Linux Performance at 3 GHz

Built around several freely available benchmarks for Linux, Linux-Bench is a project spearheaded by Patrick at ServeTheHome to streamline about a dozen of these tests in a single neat package run via a set of three commands using an Ubuntu 11.04 LiveCD. These tests include fluid dynamics used by NASA, ray-tracing, OpenSSL, molecular modeling, and a scalable data structure server for web deployments. We run Linux-Bench and have chosen to report a select few of the tests that rely on CPU and DRAM speed.

All of our benchmark results can also be found in our benchmark engine, Bench.

C-Ray: link

C-Ray is a simple ray-tracing program that focuses almost exclusively on processor performance rather than DRAM access. The test in Linux-Bench renders a heavy complex scene offering a large scalable scenario.

Linux-Bench c-ray 1.1 (Hard)

C-ray, while slowly fading in importance as a benchmark, shows a slight gain here for Kaveri despite the lack of DRAM accesses this benchmark uses. There may however still be some L2 use.

NAMD, Scalable Molecular Dynamics: link

Developed by the Theoretical and Computational Biophysics Group at the University of Illinois at Urbana-Champaign, NAMD is a set of parallel molecular dynamics codes for extreme parallelization up to and beyond 200,000 cores. The reference paper detailing NAMD has over 4000 citations, and our testing runs a small simulation where the calculation steps per unit time is the output vector.

Linux-Bench NAMD Molecular Dynamics

NAMD shows a small benefit for Kaveri here, with all three processors showing a +16% gain minimum over Trinity.

NPB, Fluid Dynamics: link

Aside from LINPACK, there are many other ways to benchmark supercomputers in terms of how effective they are for various types of mathematical processes. The NAS Parallel Benchmarks (NPB) are a set of small programs originally designed for NASA to test their supercomputers in terms of fluid dynamics simulations, useful for airflow reactions and design.

Linux-Bench NPB Fluid Dynamics

Redis: link

Many of the online applications rely on key-value caches and data structure servers to operate. Redis is an open-source, scalable web technology with a strong developer base, but also relies heavily on memory bandwidth as well as CPU performance.

Linux-Bench Redis Memory-Key Store, 1x

Linux-Bench Redis Memory-Key Store, 10x

Linux-Bench Redis Memory-Key Store, 100x

The 2MB of L2 cache, compared to the 4MB of the other parts, hurts Carrizo here.

Performance at 3 GHz: Office Performance at 3 GHz: Legacy
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  • lefty2 - Thursday, July 14, 2016 - link

    I'm predicting Bristol Ridge will be just as bad a failure as Carrizo. I.e. the few design wins will only have single DIMM memory and be universally unavailable, buried somewhere in a dark corner of the OEM's website. It's a pity, because both SoCs are very good in their own right. Reply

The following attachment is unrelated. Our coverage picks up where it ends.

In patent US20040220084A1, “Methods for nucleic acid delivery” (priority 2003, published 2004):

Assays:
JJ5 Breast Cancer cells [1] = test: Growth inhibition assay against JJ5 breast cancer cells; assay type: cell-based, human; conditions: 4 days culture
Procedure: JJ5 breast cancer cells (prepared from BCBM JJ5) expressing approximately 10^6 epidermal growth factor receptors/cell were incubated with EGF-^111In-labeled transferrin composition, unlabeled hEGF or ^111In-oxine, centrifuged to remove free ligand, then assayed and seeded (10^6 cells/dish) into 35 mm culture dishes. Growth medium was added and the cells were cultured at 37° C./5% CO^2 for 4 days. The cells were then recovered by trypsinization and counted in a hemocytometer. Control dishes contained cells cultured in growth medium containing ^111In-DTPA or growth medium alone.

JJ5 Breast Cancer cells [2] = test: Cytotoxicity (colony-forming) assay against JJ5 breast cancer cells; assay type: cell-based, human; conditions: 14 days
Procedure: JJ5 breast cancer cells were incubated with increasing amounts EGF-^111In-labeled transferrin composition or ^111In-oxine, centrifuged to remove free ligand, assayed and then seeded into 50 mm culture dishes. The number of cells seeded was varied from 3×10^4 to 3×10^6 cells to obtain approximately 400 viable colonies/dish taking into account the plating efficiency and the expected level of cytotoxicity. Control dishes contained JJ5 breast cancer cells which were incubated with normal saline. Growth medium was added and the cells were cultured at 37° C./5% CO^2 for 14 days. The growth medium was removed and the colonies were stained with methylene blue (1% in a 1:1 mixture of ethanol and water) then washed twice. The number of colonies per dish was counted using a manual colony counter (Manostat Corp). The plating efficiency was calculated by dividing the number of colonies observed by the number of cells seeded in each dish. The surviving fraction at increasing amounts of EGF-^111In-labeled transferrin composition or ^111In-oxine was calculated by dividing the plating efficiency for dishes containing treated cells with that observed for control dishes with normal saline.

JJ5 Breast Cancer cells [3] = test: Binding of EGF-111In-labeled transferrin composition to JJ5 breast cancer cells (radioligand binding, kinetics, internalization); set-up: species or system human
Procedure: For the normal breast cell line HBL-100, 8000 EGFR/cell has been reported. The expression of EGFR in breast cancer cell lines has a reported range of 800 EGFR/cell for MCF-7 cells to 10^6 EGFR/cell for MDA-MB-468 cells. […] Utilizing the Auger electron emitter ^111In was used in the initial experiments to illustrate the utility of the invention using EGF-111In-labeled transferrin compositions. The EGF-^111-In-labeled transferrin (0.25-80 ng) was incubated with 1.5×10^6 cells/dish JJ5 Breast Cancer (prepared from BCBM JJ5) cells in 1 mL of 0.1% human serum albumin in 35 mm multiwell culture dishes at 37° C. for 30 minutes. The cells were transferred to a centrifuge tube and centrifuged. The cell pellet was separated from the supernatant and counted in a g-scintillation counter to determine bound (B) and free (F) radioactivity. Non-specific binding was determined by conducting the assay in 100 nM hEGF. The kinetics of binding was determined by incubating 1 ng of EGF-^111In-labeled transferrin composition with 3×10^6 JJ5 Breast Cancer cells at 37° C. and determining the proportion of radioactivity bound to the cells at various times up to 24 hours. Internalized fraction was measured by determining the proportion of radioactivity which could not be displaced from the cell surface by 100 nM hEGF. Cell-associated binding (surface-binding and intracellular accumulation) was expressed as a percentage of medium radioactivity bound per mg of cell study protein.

• nandnandnand - Thursday, July 14, 2016 - link

    If it's not Zen, it can be thrown straight in the garbage. Reply
  • Samus - Friday, July 15, 2016 - link

    I still rock a few Kaveri desktops and they are incredibly powerful for the price. The 860K is half the cost of a comparable Intel chip, which supporting faster memory and a lower cost platform.

    Carizo on the desktop is an anomaly. I'd like to see what it could do with 4MB cache (would require an entirely new die)
    Reply
  • Lolimaster - Saturday, July 16, 2016 - link

    They were nice in 2014.

    We should have a nice 20nm 768SP APU in 2015 with a full L2 cache Excavator and fully mature 896SP 20nm early this year.

    Remember the A8 3870K? That APU was a damn monster only hold back from being godly cause of their sub 3Ghz cpu speed, what we had after?

    400SP VLIW5 2011 --> 384 VLIW4 2012 --> 384VLIW4 2013 --> 512SP GCN 2015 --> 512SP GCN 2016

    Intel improved way faster (non "e" + edram igp's are near A8 level from being utter trash when the A8 3850 was release).
    Reply
  • The_Countess - Tuesday, July 19, 2016 - link

    yes being able to thrown in a extra billion transistors compared to AMD (1.7 vs 0.75 billion transistors for a quad core with GPU) because of 14nm really does help intel along a lot.

    but as nobody has been able to make a 20nm class process for anything but flash and ram besides intel, AMD's hands were tied. there is nothing AMD could have done to change that.
    Reply
  • BlueBlazer - Friday, July 15, 2016 - link

    Formula for failure: FM2 socket (with limited CPU upgradeability), only PCI Express x8 lanes available (which can bottleneck GPUs), and only "4 cores" (which performs more like 2C/4T Core i3 processor). Reply
  • neblogai - Friday, July 15, 2016 - link

    Bristol Ridge is not FM2; PCI-E x8 can not bottleneck midrange GPUs; ultra low power mobile APU also sold as desktop chip is not a failure, just additional revenue Reply
  • BlueBlazer - Friday, July 15, 2016 - link

    The results in the article shows otherwise, where AMD's Bristol Ridge was slower in most gaming tests, despite having better performance in some applications. Both FM2 and FM2+ are still the same (legacy) socket. AMD will be probably selling these chips at a loss. Note that these are the same (large) dies as Carrizo chips, and at 250mm^2 coupled with low prices typically meant razor thin margins or none at all. Reply
  • silverblue - Friday, July 15, 2016 - link

    That L2 cache is probably making more difference than you realise. Reply
  • evolucion8 - Saturday, July 16, 2016 - link

    The PCI-E is busted, even at PCI E 2.0 @ 4X, it barely makes a difference on the Fury X and the GTX 980 Ti. Reply

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